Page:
Investigation of family firm radical innovation is burgeoning but far less prevalent than studies of family firm innovation in general. Concurrently, studies repeatedly report that family firms exhibit mostly conservative and incremental innovation rather than more radical ones. This is unfortunate because without radical innovation, family firms risk a competency trap in which long-term competitiveness is lost to more innovative rivals. This situation has led to urgent calls among scholars to explicitly acknowledge the heterogeneity of family firm innovation and to understand the conditions for family firm radical innovation.
A systematic review of 51 papers categorized into four scholarly conversations build the foundation for a critical discussion of each line of inquiry.
The authors analyze 51 leading articles and identify four persistent theoretical positions: (1) RBV and capabilities, (2) agency and stewardship, (3) behavioral agency and socioemotional wealth, and (4) the ability and willingness paradox. The authors identify key research problems and research questions needing urgent scholarly and present a framework that captures their complementary and competing assumptions to enable rigorous future research.
To galvanize and spearhead future research efforts, this paper provides a critical analysis of our understanding of family firm radical innovation with a specific emphasis on the theoretical assumptions at the core of existing investigations and the eight most important research questions in need of answers.
Current conditions have intensified the need for health systems to engage in the difficult task of priority setting. As the search for a “magic bullet” is replaced by an…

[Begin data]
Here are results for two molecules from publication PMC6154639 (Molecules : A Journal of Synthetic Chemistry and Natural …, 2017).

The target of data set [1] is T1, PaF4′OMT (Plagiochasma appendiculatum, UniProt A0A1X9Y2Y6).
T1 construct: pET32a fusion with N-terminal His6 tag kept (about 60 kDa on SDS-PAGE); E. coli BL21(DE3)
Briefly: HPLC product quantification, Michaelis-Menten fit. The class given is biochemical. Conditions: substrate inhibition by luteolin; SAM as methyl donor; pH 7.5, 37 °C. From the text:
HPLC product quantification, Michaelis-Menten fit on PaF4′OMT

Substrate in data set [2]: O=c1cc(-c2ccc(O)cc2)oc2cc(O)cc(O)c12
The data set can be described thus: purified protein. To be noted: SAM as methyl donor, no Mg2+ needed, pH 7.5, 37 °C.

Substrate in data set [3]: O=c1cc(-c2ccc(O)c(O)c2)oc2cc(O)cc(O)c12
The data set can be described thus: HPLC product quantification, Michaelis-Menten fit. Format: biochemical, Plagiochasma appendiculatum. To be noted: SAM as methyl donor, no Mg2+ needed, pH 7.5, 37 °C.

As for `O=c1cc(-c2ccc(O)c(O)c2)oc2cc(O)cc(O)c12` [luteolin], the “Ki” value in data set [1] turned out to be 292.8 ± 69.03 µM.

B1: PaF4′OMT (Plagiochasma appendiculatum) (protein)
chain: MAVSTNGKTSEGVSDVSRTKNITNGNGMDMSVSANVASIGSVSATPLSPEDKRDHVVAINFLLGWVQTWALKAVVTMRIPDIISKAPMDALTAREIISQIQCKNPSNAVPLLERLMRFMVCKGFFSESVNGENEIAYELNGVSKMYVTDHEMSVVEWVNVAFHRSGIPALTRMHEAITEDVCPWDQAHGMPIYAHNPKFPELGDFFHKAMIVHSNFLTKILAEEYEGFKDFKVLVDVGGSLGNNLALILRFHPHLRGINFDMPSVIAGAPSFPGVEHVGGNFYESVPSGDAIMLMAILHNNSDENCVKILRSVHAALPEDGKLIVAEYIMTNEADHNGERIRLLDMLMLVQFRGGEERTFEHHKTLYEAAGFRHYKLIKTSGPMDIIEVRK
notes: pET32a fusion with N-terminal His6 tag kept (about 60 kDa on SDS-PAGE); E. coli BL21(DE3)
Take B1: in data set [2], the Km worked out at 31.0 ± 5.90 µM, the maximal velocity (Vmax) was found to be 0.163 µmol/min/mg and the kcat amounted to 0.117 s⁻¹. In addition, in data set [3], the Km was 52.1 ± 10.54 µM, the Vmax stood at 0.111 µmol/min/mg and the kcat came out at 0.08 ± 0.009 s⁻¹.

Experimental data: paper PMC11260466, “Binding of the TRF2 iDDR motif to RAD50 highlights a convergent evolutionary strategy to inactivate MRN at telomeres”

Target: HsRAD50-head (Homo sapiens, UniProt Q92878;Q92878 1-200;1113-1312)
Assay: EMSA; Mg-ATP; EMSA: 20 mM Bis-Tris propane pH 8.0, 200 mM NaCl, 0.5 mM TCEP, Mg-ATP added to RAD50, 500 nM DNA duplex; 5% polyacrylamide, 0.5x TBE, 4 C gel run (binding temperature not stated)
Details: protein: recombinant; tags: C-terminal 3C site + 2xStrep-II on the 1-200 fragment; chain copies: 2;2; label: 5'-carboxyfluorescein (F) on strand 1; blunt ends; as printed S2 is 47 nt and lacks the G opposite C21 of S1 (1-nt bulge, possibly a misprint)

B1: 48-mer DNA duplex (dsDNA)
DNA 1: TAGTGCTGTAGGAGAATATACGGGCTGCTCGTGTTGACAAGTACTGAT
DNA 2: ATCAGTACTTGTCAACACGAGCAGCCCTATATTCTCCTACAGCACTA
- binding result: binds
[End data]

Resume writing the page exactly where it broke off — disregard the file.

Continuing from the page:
Current conditions have intensified the need for health systems to engage in the difficult task of priority setting. As the search for a “magic bullet” is replaced by an appreciation for the interplay between evidence, interests, culture, and outcomes, progress in relation to these dimensions requires assessment of achievements to date and identification of areas where knowledge and practice require attention most urgently. The paper aims to discuss these issues.
An international survey was administered to experts in the area of priority setting. The survey consisted of open-ended questions focusing on notable achievements, policy and practice challenges, and areas for future research in the discipline of priority setting. It was administered online between February and March of 2015.
“Decision-making frameworks” and “Engagement” were the two most frequently mentioned notable achievements. “Priority setting in practice” and “Awareness and education” were the two most frequently mentioned policy and practical challenges. “Priority setting in practice” and “Engagement” were the two most frequently mentioned areas in need of future research.
Sampling bias toward more developed countries. Future study could use findings to create a more concise version to distribute more broadly.
Globally, these findings could be used as a platform for discussion and decision making related to policy, practice, and research in this area.
Whilst this study reaffirmed the continued importance of many longstanding themes in the priority setting literature, it is possible to also discern clear shifts in emphasis as the discipline progresses in response to new challenges.
This paper describes a project developed to help an inpatient mental health team improve their care of service users with comorbid mental health and substance misuse…
This paper describes a project developed to help an inpatient mental health team improve their care of service users with comorbid mental health and substance misuse problems. The project aims to enable team members to become active participants in improving their own practice through use of a practitioner action research model.